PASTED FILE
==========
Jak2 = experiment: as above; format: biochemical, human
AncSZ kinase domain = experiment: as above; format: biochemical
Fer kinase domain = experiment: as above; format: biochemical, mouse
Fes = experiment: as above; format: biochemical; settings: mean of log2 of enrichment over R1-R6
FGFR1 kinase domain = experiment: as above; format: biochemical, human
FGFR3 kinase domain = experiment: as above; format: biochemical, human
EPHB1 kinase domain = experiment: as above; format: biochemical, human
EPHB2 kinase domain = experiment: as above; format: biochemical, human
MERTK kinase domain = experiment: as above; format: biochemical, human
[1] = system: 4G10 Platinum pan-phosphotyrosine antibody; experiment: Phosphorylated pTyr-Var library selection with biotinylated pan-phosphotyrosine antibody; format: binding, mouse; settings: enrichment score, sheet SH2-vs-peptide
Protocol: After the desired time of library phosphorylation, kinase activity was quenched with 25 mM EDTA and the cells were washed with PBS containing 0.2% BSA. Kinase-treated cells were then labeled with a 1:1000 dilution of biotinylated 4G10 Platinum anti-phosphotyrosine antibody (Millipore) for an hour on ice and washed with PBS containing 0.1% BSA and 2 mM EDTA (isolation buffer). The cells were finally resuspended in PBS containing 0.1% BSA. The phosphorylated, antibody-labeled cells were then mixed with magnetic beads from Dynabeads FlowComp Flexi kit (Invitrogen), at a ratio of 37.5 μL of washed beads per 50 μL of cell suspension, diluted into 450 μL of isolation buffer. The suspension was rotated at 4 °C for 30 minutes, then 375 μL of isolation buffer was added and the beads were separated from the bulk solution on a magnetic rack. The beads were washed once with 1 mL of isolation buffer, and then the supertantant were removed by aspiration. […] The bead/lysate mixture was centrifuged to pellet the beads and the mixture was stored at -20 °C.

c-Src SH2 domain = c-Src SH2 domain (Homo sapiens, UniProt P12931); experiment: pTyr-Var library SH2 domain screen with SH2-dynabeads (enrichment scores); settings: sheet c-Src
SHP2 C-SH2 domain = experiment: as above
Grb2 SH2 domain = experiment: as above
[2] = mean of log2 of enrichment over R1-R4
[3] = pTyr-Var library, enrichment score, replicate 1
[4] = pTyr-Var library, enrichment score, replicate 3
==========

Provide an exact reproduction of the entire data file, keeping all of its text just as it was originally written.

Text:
Jak2 = experiment: as above; format: biochemical, human
AncSZ kinase domain = experiment: as above; format: biochemical
Fer kinase domain = experiment: as above; format: biochemical, mouse
Fes = experiment: as above; format: biochemical; settings: mean of log2 of enrichment over R1-R6
FGFR1 kinase domain = experiment: as above; format: biochemical, human
FGFR3 kinase domain = experiment: as above; format: biochemical, human
EPHB1 kinase domain = experiment: as above; format: biochemical, human
EPHB2 kinase domain = experiment: as above; format: biochemical, human
MERTK kinase domain = experiment: as above; format: biochemical, human
[1] = system: 4G10 Platinum pan-phosphotyrosine antibody; experiment: Phosphorylated pTyr-Var library selection with biotinylated pan-phosphotyrosine antibody; format: binding, mouse; settings: enrichment score, sheet SH2-vs-peptide
Protocol: After the desired time of library phosphorylation, kinase activity was quenched with 25 mM EDTA and the cells were washed with PBS containing 0.2% BSA. Kinase-treated cells were then labeled with a 1:1000 dilution of biotinylated 4G10 Platinum anti-phosphotyrosine antibody (Millipore) for an hour on ice and washed with PBS containing 0.1% BSA and 2 mM EDTA (isolation buffer). The cells were finally resuspended in PBS containing 0.1% BSA. The phosphorylated, antibody-labeled cells were then mixed with magnetic beads from Dynabeads FlowComp Flexi kit (Invitrogen), at a ratio of 37.5 μL of washed beads per 50 μL of cell suspension, diluted into 450 μL of isolation buffer. The suspension was rotated at 4 °C for 30 minutes, then 375 μL of isolation buffer was added and the beads were separated from the bulk solution on a magnetic rack. The beads were washed once with 1 mL of isolation buffer, and then the supertantant were removed by aspiration. […] The bead/lysate mixture was centrifuged to pellet the beads and the mixture was stored at -20 °C.

c-Src SH2 domain = c-Src SH2 domain (Homo sapiens, UniProt P12931); experiment: pTyr-Var library SH2 domain screen with SH2-dynabeads (enrichment scores); settings: sheet c-Src
SHP2 C-SH2 domain = experiment: as above
Grb2 SH2 domain = experiment: as above
[2] = mean of log2 of enrichment over R1-R4
[3] = pTyr-Var library, enrichment score, replicate 1
[4] = pTyr-Var library, enrichment score, replicate 3